No, but emotionally, what does it feel like? You feel rich. You feel important. When you notice other Tesla drivers in the Whole Foods parking lot, you nod your head in a way that implies you’ll probably run into each other in St. Barts this winter. If you are three, like my son, you think the Back to the Future falcon doors are everything. If you are me, you think they are a tad conspicuous on the streets of Silver Spring.

tesla no hands driving feature
Jillian Quint

Does it really self-drive? Yep, although technically it's called autopilot and technically it's semi-autonomous (due to software capabilities and government restrictions that require a human to do a tiny bit of work). Anyway, once we were on the highway, we turned on the auto-drive feature and found that the Tesla essentially tethered itself to the car in front of us, slowing when that car slowed and accelerating accordingly. You can also get it to safely make a lane change, simply by turning on your signal. My renegade husband did get his self-driving privileges revoked (by the car, not me) at one point as punishment for taking his hands off the wheel too many times. (He had to pull over, turn off the car and turn it back on in order to have them reinstated.)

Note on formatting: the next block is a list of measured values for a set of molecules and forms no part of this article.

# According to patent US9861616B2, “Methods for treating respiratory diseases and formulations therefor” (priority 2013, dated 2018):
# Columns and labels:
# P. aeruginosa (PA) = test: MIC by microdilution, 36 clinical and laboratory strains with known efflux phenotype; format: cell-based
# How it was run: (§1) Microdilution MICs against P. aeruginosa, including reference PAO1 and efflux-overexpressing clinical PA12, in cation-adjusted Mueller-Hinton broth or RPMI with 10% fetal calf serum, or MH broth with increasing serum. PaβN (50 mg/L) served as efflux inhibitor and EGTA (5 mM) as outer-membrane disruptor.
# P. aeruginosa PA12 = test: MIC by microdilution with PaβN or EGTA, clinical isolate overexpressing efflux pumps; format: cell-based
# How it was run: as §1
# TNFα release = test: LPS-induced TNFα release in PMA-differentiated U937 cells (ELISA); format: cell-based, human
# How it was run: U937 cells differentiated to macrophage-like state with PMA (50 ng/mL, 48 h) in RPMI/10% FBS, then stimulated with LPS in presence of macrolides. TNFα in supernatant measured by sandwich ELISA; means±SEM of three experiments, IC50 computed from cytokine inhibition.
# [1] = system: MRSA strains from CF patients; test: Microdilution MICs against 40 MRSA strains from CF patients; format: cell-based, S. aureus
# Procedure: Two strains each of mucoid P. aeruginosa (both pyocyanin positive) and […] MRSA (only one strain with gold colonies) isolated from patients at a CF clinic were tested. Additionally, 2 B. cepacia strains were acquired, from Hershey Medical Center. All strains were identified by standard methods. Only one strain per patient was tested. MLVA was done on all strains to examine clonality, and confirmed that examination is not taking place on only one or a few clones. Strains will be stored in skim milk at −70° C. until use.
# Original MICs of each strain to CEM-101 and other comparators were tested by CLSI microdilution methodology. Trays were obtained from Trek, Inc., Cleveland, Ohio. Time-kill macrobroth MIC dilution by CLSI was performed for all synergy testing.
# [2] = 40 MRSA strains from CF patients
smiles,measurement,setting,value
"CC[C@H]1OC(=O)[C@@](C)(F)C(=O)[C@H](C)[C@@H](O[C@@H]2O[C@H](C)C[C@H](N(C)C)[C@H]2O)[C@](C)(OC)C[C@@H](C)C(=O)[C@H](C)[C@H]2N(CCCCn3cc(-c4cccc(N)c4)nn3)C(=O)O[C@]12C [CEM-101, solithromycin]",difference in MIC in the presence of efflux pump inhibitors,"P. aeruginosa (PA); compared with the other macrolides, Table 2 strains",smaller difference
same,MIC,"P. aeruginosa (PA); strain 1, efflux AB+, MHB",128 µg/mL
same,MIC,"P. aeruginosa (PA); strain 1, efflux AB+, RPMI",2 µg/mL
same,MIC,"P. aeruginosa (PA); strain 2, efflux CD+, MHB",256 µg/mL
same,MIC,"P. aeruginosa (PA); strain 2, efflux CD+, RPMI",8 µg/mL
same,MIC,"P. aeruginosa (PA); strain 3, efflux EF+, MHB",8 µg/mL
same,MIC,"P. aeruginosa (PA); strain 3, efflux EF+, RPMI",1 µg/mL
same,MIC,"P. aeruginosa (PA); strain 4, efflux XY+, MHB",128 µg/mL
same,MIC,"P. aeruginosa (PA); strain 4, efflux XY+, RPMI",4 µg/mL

And what about “Ludicrous Speed”? We tried it. It was terrifying. There’s a reason I go on “It’s a Small World” while everyone else is on “Space Mountain.”

the trunk of the tesla
Jillian Quint

What are some other cool features? Where do I start?! Well, since there’s no engine, all Teslas have something called a “frunk” for extra storage. We used ours to house our umbrella stroller. There’s also an incredibly intuitive touch screen on the dashboard, which can help you navigate to destinations and charging stations and syncs up with the corresponding Tesla app…which I mostly used to sneakily turn up the air conditioning without anybody knowing. My favorite thing, however, might be the enormous panoramic windshield, which extends all the way to the roof, making for a front-seat viewing experience that’s almost like not being in a car at all.

tesla charging station
Jillian Quint